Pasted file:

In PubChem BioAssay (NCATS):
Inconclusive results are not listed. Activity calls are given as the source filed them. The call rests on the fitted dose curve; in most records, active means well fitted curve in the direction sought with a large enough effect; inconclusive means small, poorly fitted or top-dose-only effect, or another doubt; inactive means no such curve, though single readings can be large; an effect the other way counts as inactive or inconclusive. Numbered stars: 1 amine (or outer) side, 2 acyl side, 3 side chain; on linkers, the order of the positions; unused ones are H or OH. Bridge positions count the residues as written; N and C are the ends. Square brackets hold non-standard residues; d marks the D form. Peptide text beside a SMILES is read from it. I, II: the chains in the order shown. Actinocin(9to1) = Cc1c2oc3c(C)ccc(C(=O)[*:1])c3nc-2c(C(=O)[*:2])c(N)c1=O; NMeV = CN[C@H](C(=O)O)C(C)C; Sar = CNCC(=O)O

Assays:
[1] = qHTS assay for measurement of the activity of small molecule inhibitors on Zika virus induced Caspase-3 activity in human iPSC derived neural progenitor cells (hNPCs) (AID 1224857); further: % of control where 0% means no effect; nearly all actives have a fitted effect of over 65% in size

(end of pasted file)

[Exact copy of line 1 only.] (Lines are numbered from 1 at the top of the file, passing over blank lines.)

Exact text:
In PubChem BioAssay (NCATS):